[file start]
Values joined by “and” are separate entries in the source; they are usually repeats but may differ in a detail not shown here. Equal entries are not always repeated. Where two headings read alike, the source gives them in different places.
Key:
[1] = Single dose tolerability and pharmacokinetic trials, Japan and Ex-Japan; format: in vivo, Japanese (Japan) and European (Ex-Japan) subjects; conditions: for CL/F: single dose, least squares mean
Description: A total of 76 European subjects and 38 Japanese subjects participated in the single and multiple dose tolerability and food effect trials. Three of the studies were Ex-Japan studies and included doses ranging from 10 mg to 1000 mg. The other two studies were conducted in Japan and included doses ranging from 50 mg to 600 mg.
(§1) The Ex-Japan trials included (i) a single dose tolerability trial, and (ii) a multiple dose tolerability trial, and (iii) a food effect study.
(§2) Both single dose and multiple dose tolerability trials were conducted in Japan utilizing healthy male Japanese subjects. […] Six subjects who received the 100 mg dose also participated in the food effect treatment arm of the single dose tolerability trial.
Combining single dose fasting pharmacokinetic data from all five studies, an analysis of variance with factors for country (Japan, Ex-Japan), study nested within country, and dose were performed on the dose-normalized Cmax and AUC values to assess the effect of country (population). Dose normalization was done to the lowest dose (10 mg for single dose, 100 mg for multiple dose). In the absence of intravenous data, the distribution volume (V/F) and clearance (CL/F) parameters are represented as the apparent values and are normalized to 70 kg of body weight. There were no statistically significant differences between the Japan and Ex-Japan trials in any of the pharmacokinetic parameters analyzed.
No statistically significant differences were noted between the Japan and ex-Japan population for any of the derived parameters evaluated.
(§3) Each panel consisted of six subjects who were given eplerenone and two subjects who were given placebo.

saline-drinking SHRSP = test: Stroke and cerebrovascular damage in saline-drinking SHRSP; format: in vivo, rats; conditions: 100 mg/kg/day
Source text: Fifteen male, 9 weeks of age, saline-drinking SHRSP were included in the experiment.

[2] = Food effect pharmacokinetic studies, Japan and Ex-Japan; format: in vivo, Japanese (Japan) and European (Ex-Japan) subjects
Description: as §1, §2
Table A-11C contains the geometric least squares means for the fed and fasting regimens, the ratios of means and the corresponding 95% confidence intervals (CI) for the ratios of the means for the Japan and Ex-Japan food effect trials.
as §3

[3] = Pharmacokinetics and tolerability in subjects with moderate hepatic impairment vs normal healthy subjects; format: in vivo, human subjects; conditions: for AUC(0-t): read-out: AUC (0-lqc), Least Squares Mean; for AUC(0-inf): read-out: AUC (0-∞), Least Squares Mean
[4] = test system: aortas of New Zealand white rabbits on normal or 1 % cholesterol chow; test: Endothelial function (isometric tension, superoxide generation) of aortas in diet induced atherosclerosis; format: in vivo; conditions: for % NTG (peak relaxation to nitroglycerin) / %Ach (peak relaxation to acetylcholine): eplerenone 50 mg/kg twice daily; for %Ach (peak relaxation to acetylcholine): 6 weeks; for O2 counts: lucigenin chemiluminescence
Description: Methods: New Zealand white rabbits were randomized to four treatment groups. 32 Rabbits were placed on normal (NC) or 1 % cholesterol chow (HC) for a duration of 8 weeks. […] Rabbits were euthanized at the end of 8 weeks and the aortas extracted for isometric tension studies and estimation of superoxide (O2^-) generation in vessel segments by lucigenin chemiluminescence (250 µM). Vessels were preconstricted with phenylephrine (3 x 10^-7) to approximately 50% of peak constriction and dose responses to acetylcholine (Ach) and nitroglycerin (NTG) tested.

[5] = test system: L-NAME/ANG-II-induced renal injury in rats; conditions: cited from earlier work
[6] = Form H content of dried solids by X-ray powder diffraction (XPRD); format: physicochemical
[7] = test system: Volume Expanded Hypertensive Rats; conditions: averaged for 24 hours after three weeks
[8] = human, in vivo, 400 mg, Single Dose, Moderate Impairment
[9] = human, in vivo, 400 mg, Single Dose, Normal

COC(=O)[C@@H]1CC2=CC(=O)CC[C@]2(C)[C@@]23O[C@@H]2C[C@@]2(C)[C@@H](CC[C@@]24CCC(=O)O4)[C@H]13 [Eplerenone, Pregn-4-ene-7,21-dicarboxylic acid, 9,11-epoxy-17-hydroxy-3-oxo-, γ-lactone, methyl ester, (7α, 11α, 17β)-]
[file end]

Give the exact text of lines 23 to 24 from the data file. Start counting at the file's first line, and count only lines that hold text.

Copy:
[9] = human, in vivo, 400 mg, Single Dose, Normal

COC(=O)[C@@H]1CC2=CC(=O)CC[C@]2(C)[C@@]23O[C@@H]2C[C@@]2(C)[C@@H](CC[C@@]24CCC(=O)O4)[C@H]13 [Eplerenone, Pregn-4-ene-7,21-dicarboxylic acid, 9,11-epoxy-17-hydroxy-3-oxo-, γ-lactone, methyl ester, (7α, 11α, 17β)-]